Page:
ESR1: Modulation of antioxidant status in dysfunctional dopaminergic neurons
Nicoló Bonora (Universidad de Salamanca)
Supervisor: Juan Pedro Bolaños

Project summary
The vast majority of previous studies on ROS-mediated cell signalling have used a strategy based on increasing ROS, either by exogenous or endogenously supplied ROS; we believe that this approach might mask the beneficial effects of mROS, and therefore we plan the alternative approach to down-modulate basal mROS in specific brain cells using a transgenic mice line expressing mitochondrial-tagged form of catalase (mCAT). With the expected results, we aim to conciliate the current controversy on the pathological or physiological functions of mROS, and to elucidate the molecular targets responsible for the metabolic adaptations of neurons to stress, aiding the rational design of new therapeutic strategies against neurodegeneration.

The specific aims of the project are:

  1. to investigate whether endogenous mROS constitutively up-regulate the Nrf2 transcription factor and his target genes astrocytes
  2. to assess whether energy antioxidant status and survival of neurons depends on mROS-induced gene expression in astrocytes
  3. to identify new compounds that, by activating Nrf2 in astrocytes, promote neuronal survival

Aim 1: using mice primary astrocytes expressing mCAT ubiquitously, we down-modulate endogenous mROS. First of all, we will verify that the mCAT decrease the mROS, using fluorimetric techniques. Then the stabilization of Nrf2 will be studied, as their respective target genes (mRNAs) and protein abundances. Their functional effects will be evaluated by determining the activity of antioxidant enzymes and signs of stress (apoptosis and mitochondrial bioenergetics)

Aim 2: mCAT will be expressed in astrocytes, both in primary culture and in vivo, and its effects on neurons will be evaluated in astrocytic-neuronal co-cultures and in vivo. For the in vitro approach we will co-culturing astrocytes expressing mCAT ubiquitously with neurons wild type; for the in vivo approach, a Cre-recombinase mCATfloxed mouse will be generated using the Rosa26 strategy and crossed with the mice expressing Cre governed by the astrocytic-specific GFAP (Glial-Fibrillary Acidic Protein) promoter (GFAP-mCAT). We will analyse both in vitro and in vivo the oxidative status, signs of stress (apoptosis, mitochondrial bioenergetics) in neurons to assess if the down modulation of mROS in astrocytes have some detrimental consequences on neural cells.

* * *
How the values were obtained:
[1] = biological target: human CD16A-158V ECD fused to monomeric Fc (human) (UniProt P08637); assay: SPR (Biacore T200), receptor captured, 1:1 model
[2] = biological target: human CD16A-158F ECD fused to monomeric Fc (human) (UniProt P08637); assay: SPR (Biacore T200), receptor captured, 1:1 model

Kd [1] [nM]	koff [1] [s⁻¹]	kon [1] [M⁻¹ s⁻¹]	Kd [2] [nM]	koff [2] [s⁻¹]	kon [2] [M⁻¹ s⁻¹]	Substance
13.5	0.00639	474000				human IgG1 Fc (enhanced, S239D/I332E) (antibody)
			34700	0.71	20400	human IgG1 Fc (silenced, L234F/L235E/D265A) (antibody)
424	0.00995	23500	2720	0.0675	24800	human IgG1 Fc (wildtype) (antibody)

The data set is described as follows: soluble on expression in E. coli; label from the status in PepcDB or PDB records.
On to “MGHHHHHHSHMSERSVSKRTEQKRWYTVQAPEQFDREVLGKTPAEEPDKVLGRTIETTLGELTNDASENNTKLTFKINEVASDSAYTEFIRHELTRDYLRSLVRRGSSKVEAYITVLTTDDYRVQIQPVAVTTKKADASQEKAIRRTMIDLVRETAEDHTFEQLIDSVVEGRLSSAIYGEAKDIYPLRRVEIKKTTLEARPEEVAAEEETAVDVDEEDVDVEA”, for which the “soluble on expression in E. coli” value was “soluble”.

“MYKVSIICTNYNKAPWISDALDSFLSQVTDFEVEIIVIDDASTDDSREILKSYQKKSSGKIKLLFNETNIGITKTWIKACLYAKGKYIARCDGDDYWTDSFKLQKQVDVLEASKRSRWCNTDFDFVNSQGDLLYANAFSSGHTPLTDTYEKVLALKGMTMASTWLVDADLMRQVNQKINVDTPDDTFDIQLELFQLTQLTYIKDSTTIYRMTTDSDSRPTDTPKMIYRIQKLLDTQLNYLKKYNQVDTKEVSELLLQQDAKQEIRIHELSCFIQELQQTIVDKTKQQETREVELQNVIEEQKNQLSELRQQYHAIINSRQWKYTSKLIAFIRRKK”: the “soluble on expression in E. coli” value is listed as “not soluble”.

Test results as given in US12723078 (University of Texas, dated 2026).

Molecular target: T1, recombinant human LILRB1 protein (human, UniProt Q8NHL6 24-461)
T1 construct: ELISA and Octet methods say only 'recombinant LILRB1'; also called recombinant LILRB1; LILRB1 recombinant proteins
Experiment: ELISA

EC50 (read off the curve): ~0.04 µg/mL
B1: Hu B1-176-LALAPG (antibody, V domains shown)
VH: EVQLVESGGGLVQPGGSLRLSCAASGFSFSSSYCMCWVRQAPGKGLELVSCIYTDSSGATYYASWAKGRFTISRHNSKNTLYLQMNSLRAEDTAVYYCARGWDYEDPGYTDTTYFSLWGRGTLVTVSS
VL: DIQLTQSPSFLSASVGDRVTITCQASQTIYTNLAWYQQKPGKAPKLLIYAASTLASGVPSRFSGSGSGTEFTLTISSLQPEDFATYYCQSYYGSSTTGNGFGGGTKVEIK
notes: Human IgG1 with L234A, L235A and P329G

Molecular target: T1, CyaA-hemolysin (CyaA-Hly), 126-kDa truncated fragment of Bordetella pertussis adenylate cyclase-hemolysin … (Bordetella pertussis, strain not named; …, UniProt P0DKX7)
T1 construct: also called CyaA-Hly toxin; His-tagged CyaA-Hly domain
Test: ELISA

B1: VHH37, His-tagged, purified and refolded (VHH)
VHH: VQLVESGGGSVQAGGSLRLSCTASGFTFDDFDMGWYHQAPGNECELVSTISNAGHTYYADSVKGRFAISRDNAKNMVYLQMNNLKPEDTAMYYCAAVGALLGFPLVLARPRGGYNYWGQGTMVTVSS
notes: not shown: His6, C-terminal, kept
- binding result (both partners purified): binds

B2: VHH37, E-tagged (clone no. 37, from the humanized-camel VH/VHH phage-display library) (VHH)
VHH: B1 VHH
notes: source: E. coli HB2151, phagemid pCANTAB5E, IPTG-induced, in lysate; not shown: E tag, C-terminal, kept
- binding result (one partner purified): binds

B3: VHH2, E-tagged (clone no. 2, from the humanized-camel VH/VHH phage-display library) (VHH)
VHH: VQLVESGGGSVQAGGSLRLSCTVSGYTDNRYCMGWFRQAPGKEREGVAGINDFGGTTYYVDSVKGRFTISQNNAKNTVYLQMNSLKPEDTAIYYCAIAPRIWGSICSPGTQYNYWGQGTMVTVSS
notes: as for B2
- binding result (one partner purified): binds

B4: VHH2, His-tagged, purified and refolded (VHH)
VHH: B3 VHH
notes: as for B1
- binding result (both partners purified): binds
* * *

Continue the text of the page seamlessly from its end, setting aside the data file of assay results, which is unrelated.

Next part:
Aim 3: in collaboration with Biomar Microbial Technologies (Léon) we will screen new compounds, from a pre-selected set, that can specifically activate Nrf2 and their target genes in astrocytes. The possible neuroprotection of these compounds will be evaluated in astrocytic-neuronal co-culture. Currently, we are characterizing the astrocytes expressing mCAT ubiquitously; in particular we verified that the model works and the mROS decrease. As a consequence we saw a decreased stabilization of Nrf2 and we are now evaluating the transcription of its respective target genes and protein abundances. In parallel, we are crossing and breeding the mice line GFAP-mCAT to start as soon as possible with the in vivo experiments.